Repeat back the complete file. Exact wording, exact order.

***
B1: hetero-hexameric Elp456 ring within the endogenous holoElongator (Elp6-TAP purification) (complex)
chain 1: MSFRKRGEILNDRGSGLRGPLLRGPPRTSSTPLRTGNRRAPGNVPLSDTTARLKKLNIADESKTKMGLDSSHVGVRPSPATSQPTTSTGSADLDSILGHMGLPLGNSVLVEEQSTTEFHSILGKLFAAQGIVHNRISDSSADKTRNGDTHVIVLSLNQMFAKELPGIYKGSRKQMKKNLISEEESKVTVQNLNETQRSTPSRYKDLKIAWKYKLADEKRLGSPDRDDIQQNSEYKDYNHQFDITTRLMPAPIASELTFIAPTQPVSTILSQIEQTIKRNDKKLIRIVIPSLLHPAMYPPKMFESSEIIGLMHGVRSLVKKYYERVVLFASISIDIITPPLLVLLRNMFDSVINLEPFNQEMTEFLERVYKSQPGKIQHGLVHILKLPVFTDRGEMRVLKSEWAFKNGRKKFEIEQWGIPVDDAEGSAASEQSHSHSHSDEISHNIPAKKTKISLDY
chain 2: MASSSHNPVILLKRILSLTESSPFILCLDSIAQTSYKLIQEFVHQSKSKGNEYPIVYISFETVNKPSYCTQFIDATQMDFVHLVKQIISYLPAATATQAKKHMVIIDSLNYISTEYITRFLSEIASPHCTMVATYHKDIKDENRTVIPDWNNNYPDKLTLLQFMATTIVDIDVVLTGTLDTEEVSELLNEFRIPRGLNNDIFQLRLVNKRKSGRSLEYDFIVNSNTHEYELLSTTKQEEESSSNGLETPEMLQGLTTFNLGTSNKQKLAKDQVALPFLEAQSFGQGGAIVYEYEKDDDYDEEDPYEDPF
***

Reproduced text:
B1: hetero-hexameric Elp456 ring within the endogenous holoElongator (Elp6-TAP purification) (complex)
chain 1: MSFRKRGEILNDRGSGLRGPLLRGPPRTSSTPLRTGNRRAPGNVPLSDTTARLKKLNIADESKTKMGLDSSHVGVRPSPATSQPTTSTGSADLDSILGHMGLPLGNSVLVEEQSTTEFHSILGKLFAAQGIVHNRISDSSADKTRNGDTHVIVLSLNQMFAKELPGIYKGSRKQMKKNLISEEESKVTVQNLNETQRSTPSRYKDLKIAWKYKLADEKRLGSPDRDDIQQNSEYKDYNHQFDITTRLMPAPIASELTFIAPTQPVSTILSQIEQTIKRNDKKLIRIVIPSLLHPAMYPPKMFESSEIIGLMHGVRSLVKKYYERVVLFASISIDIITPPLLVLLRNMFDSVINLEPFNQEMTEFLERVYKSQPGKIQHGLVHILKLPVFTDRGEMRVLKSEWAFKNGRKKFEIEQWGIPVDDAEGSAASEQSHSHSHSDEISHNIPAKKTKISLDY
chain 2: MASSSHNPVILLKRILSLTESSPFILCLDSIAQTSYKLIQEFVHQSKSKGNEYPIVYISFETVNKPSYCTQFIDATQMDFVHLVKQIISYLPAATATQAKKHMVIIDSLNYISTEYITRFLSEIASPHCTMVATYHKDIKDENRTVIPDWNNNYPDKLTLLQFMATTIVDIDVVLTGTLDTEEVSELLNEFRIPRGLNNDIFQLRLVNKRKSGRSLEYDFIVNSNTHEYELLSTTKQEEESSSNGLETPEMLQGLTTFNLGTSNKQKLAKDQVALPFLEAQSFGQGGAIVYEYEKDDDYDEEDPYEDPF